SOURCE: California Department of Insurance;
CREDIT: Lisa Pickoff-White, Teodros Hailye/KQED
DJ: Fundamentally what they're rating on is their experience in historic losses. So the fires that occured in 2017 -- which caused some $12.3 billion in losses -- they're not allowed to take those $12.3 billion and shove them into next year's rate. But there is a catastrophic load in the rate development that allows them to, over time, get rate increases accordingly.
So as climate change drives more catastrophic weather events, property and casualty insurers are thinking about these sorts of risks. For example, they're starting to use ever more sophisticated fire risk models. So they look at things like topography, slope, wind direction. It used to be that insurers had more generic approaches to try to figure out these risks. They would look at whole zip codes or whole counties or whole area codes. But now they're able to do it on a home-by-home basis.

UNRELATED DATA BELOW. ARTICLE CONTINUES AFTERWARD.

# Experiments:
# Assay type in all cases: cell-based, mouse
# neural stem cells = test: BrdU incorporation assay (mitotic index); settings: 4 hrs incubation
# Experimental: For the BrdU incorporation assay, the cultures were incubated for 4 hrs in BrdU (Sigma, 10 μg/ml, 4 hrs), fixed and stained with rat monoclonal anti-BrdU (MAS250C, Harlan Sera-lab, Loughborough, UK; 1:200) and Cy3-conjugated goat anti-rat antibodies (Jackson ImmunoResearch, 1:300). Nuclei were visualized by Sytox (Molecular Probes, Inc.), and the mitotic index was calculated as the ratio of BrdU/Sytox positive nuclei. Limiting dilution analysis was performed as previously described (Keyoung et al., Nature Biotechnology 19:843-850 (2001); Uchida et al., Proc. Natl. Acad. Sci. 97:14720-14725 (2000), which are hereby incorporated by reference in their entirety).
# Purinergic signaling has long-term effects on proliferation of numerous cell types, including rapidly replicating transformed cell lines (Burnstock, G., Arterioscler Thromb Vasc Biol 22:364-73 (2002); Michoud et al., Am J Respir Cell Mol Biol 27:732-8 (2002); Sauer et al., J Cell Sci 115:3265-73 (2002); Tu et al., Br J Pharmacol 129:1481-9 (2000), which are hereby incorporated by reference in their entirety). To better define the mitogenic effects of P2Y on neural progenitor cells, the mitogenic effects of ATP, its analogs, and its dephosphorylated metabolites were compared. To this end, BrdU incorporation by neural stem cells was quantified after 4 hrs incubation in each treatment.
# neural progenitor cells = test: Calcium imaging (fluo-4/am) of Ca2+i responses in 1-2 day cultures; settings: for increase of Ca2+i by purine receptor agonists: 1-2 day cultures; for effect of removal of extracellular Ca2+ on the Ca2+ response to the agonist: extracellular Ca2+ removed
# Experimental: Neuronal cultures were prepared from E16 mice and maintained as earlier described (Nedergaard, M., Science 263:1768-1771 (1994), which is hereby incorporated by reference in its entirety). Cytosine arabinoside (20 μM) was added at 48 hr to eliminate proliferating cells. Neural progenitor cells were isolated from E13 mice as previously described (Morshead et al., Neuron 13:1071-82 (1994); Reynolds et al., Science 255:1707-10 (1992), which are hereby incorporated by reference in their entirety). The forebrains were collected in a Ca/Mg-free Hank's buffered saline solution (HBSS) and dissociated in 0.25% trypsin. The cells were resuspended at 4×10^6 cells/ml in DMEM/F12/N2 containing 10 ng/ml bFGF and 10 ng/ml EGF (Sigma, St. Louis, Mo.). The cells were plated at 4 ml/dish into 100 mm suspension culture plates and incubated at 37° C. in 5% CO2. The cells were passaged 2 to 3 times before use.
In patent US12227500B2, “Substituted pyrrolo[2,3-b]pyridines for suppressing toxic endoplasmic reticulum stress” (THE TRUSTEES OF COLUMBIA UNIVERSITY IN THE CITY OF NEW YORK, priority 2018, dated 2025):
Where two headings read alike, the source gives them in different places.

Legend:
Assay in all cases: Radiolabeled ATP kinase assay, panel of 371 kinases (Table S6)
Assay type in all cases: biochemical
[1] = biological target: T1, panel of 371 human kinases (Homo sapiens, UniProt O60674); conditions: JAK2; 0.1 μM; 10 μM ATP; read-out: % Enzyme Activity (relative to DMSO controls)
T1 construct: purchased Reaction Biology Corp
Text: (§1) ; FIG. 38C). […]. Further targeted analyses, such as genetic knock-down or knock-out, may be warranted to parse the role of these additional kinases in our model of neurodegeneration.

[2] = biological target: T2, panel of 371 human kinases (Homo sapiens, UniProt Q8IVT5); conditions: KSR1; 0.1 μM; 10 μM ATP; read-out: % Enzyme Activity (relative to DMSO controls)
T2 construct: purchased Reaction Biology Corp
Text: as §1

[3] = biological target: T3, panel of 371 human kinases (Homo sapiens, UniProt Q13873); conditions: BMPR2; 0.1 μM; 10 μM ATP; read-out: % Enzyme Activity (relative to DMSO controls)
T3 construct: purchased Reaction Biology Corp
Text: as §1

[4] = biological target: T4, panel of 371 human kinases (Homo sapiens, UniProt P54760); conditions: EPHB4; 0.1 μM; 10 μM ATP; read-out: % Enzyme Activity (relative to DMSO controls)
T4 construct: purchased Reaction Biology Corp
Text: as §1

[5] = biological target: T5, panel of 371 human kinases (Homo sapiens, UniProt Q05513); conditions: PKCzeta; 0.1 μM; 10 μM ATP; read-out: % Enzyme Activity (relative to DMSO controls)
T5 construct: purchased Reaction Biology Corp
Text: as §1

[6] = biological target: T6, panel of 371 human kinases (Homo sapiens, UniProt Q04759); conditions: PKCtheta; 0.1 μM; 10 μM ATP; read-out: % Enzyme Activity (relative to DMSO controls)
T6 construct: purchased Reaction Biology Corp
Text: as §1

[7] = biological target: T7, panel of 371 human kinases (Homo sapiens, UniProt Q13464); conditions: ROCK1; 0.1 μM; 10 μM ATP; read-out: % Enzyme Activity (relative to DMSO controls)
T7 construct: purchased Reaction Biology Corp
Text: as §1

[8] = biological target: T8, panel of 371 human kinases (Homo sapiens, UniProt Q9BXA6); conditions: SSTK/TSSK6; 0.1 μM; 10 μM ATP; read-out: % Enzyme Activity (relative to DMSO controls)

MP: If fires are getting bigger because of climate change, past experience only tells you so much about what that experience is going to be in the future.
DJ: But the forward-looking science isn't fully developed enough to be able to rely on. There is a gap between the climate modeling versus the kind of modeling insurance companies need (in order) to decide what risk to write. And I think we are going to see rates go up. We're already getting rate filings that reflect the losses that the carriers experienced in 2017.
The other thing that's occurring too -- areas that were thought to be lower risk like Santa Rosa are now understood to be at a higher risk. And so what that means is that the rate that they're entitled to get in certain areas is going to change, because those areas now demonstrably are at higher risk, too.
MP: What do we know about how insurance companies use climate science?